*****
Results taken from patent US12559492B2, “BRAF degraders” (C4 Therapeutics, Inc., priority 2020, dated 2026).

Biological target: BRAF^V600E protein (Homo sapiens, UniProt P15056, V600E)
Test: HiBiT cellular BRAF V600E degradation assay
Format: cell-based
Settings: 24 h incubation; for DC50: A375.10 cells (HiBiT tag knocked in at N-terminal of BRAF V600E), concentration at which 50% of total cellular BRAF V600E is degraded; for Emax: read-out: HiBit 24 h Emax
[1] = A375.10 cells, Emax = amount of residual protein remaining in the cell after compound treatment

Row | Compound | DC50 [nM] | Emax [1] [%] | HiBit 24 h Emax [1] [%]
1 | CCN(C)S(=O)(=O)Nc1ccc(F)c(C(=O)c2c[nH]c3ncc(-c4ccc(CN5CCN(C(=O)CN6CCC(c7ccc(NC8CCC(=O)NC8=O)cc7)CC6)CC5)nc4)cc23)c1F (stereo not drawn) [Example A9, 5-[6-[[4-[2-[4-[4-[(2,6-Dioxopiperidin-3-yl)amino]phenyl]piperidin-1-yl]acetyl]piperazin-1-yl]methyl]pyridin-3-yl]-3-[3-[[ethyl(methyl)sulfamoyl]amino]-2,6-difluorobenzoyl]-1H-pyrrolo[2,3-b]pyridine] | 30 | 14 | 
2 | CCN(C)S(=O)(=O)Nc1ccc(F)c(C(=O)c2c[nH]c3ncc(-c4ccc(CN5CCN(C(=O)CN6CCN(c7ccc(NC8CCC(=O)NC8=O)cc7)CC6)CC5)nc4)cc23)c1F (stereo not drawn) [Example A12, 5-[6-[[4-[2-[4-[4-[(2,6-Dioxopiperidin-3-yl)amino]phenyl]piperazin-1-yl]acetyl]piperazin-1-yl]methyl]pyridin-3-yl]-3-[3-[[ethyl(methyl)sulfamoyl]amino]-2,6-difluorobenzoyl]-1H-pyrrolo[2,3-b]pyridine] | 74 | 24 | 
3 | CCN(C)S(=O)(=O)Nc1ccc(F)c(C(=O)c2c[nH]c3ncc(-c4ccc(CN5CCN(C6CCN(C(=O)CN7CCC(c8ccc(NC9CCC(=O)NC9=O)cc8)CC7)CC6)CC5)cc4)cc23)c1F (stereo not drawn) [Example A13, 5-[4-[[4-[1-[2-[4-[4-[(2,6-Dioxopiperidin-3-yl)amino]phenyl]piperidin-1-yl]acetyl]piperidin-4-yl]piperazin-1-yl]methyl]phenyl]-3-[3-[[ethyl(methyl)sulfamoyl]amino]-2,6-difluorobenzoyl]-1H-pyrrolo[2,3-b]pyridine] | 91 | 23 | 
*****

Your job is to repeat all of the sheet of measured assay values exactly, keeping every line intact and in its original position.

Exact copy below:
Results taken from patent US12559492B2, “BRAF degraders” (C4 Therapeutics, Inc., priority 2020, dated 2026).

Biological target: BRAF^V600E protein (Homo sapiens, UniProt P15056, V600E)
Test: HiBiT cellular BRAF V600E degradation assay
Format: cell-based
Settings: 24 h incubation; for DC50: A375.10 cells (HiBiT tag knocked in at N-terminal of BRAF V600E), concentration at which 50% of total cellular BRAF V600E is degraded; for Emax: read-out: HiBit 24 h Emax
[1] = A375.10 cells, Emax = amount of residual protein remaining in the cell after compound treatment

Row | Compound | DC50 [nM] | Emax [1] [%] | HiBit 24 h Emax [1] [%]
1 | CCN(C)S(=O)(=O)Nc1ccc(F)c(C(=O)c2c[nH]c3ncc(-c4ccc(CN5CCN(C(=O)CN6CCC(c7ccc(NC8CCC(=O)NC8=O)cc7)CC6)CC5)nc4)cc23)c1F (stereo not drawn) [Example A9, 5-[6-[[4-[2-[4-[4-[(2,6-Dioxopiperidin-3-yl)amino]phenyl]piperidin-1-yl]acetyl]piperazin-1-yl]methyl]pyridin-3-yl]-3-[3-[[ethyl(methyl)sulfamoyl]amino]-2,6-difluorobenzoyl]-1H-pyrrolo[2,3-b]pyridine] | 30 | 14 | 
2 | CCN(C)S(=O)(=O)Nc1ccc(F)c(C(=O)c2c[nH]c3ncc(-c4ccc(CN5CCN(C(=O)CN6CCN(c7ccc(NC8CCC(=O)NC8=O)cc7)CC6)CC5)nc4)cc23)c1F (stereo not drawn) [Example A12, 5-[6-[[4-[2-[4-[4-[(2,6-Dioxopiperidin-3-yl)amino]phenyl]piperazin-1-yl]acetyl]piperazin-1-yl]methyl]pyridin-3-yl]-3-[3-[[ethyl(methyl)sulfamoyl]amino]-2,6-difluorobenzoyl]-1H-pyrrolo[2,3-b]pyridine] | 74 | 24 | 
3 | CCN(C)S(=O)(=O)Nc1ccc(F)c(C(=O)c2c[nH]c3ncc(-c4ccc(CN5CCN(C6CCN(C(=O)CN7CCC(c8ccc(NC9CCC(=O)NC9=O)cc8)CC7)CC6)CC5)cc4)cc23)c1F (stereo not drawn) [Example A13, 5-[4-[[4-[1-[2-[4-[4-[(2,6-Dioxopiperidin-3-yl)amino]phenyl]piperidin-1-yl]acetyl]piperidin-4-yl]piperazin-1-yl]methyl]phenyl]-3-[3-[[ethyl(methyl)sulfamoyl]amino]-2,6-difluorobenzoyl]-1H-pyrrolo[2,3-b]pyridine] | 91 | 23 | 